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Among the 20 recommendations released last week by the Truth and Reconciliation Commission investigating the residential schools scandal, those directed to teaching the history of the period garnered the most attention.

Implicit in the TRC's interim report is that the history of residential schools is not being taught. As such, the recommendations join a long list of occasions during which Canadians have been reminded of how their educational system is letting them down when it comes to teaching them about their country's past.

But this reminder has another, constructive dimension: It highlights the practical and vital value of a history education as well as the instrumental role it can play in closing a rift between aboriginals and non-aboriginals.

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While it's true that history can be abused and be divisive, the study of the past can also have a positive impact. It can be used to heal and to develop understanding and empathy, and it can encourage critical discourse among people. More obviously, studying history is one of the most important components of active citizenship. Learning about your country is essential.

As Canadian historian Margaret MacMillan wrote in her book The Uses and Abuses of History, "history responds to a variety of needs, from greater understanding of ourselves and our world to answers about what to do."

All of this is of great relevance to the residential schools question. As a country, we have a golden opportunity to be a part of a solution to a historical wrong, but it will take dedication from government leaders and, perhaps more important, the country's history teachers.

And the pressure is clearly on Canada's schools to deliver.

"They want the full history of residential schools and aboriginal peoples taught to all students in Canada at all levels of study and to all teachers, and given prominence in Canadian history texts," the TRC report noted.

Calling the issue "clear, urgent, important and persistent," the TRC recommendations have put the teaching of history and its value at the forefront. Are the stakeholders involved up to the task?

While all provinces require students to learn about some aboriginal history at some point, just how much this happens is an open question, particularly at the high-school level.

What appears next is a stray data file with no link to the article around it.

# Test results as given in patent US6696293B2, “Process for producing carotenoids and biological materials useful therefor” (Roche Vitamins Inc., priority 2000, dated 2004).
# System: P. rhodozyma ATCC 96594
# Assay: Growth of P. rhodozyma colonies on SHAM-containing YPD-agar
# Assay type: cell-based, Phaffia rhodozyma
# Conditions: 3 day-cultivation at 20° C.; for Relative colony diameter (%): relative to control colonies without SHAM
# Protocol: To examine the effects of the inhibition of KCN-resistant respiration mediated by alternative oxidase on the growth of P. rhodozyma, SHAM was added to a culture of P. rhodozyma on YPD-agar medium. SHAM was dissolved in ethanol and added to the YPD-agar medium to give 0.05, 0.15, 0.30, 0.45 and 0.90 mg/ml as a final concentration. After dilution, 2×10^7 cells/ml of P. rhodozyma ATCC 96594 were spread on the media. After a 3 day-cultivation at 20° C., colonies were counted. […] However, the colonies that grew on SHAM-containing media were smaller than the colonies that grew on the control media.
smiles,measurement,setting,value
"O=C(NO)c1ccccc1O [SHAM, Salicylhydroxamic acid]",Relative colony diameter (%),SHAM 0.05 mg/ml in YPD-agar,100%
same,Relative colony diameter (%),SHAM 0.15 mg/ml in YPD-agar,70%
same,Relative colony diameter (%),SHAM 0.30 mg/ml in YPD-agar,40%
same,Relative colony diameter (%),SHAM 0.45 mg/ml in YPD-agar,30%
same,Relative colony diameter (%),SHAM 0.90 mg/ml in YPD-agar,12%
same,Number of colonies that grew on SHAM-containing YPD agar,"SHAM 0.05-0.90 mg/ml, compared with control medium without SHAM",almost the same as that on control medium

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In education, curriculum is partly aspirational – and what actually gets taught often comes down to choices made by teachers, and this is especially so in history where there are so many topics to cover. Inevitably, some things get left behind.

The challenge is to ensure that the history of residential schools is being taught in meaningful ways that engage students and educate them about the past. The TRC report calls on provinces to investigate how much this is happening, but this will have to go beyond simply looking at curriculum.

Beyond education, there are NGOs trying to help. For two weeks in February, former prime minister Paul Martin's Martin Aboriginal Education Initiative teamed up with the Free the Children to promote awareness and teaching of aboriginal history. This is great support.

Now is the time for educators to step up and see what they can do to be a part of a historic healing process, using the graces of history to do it. I urge all teachers and those who care about Canada and its past to read the TRC's moving interim report, and then to make needed changes. In fact, high-school students should be reading excerpts from it, too.

As Mr. Justice Murray Sinclair, the TRC's chair, wrote: "There is an opportunity now for Canadians to engage in this work, to make their own contributions to reconciliation, and to create new truths about our country."

J.D.M. Stewart teaches history at Bishop Strachan School in Toronto.

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